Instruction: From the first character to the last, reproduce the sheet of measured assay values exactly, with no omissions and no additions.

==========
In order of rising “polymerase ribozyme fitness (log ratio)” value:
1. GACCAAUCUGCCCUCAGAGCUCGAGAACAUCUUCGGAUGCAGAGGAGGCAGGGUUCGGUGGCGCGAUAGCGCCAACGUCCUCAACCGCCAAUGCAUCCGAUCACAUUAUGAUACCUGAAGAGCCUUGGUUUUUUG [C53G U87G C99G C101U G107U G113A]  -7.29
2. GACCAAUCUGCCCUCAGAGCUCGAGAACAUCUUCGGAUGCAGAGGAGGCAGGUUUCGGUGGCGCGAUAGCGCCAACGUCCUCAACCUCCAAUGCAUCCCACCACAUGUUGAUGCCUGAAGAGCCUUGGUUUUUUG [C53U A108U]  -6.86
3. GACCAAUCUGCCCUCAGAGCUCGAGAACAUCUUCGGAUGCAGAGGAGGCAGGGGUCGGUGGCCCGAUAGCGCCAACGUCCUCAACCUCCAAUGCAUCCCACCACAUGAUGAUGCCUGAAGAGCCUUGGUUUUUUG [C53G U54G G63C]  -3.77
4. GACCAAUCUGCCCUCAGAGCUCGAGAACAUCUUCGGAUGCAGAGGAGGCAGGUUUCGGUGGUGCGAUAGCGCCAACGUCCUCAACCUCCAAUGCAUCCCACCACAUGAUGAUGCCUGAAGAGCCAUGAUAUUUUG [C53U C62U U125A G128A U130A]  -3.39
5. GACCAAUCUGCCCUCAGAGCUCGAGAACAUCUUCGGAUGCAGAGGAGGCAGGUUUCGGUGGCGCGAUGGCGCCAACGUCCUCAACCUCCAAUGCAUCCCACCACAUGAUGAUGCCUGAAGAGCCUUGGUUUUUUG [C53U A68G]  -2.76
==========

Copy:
In order of rising “polymerase ribozyme fitness (log ratio)” value:
1. GACCAAUCUGCCCUCAGAGCUCGAGAACAUCUUCGGAUGCAGAGGAGGCAGGGUUCGGUGGCGCGAUAGCGCCAACGUCCUCAACCGCCAAUGCAUCCGAUCACAUUAUGAUACCUGAAGAGCCUUGGUUUUUUG [C53G U87G C99G C101U G107U G113A]  -7.29
2. GACCAAUCUGCCCUCAGAGCUCGAGAACAUCUUCGGAUGCAGAGGAGGCAGGUUUCGGUGGCGCGAUAGCGCCAACGUCCUCAACCUCCAAUGCAUCCCACCACAUGUUGAUGCCUGAAGAGCCUUGGUUUUUUG [C53U A108U]  -6.86
3. GACCAAUCUGCCCUCAGAGCUCGAGAACAUCUUCGGAUGCAGAGGAGGCAGGGGUCGGUGGCCCGAUAGCGCCAACGUCCUCAACCUCCAAUGCAUCCCACCACAUGAUGAUGCCUGAAGAGCCUUGGUUUUUUG [C53G U54G G63C]  -3.77
4. GACCAAUCUGCCCUCAGAGCUCGAGAACAUCUUCGGAUGCAGAGGAGGCAGGUUUCGGUGGUGCGAUAGCGCCAACGUCCUCAACCUCCAAUGCAUCCCACCACAUGAUGAUGCCUGAAGAGCCAUGAUAUUUUG [C53U C62U U125A G128A U130A]  -3.39
5. GACCAAUCUGCCCUCAGAGCUCGAGAACAUCUUCGGAUGCAGAGGAGGCAGGUUUCGGUGGCGCGAUGGCGCCAACGUCCUCAACCUCCAAUGCAUCCCACCACAUGAUGAUGCCUGAAGAGCCUUGGUUUUUUG [C53U A68G]  -2.76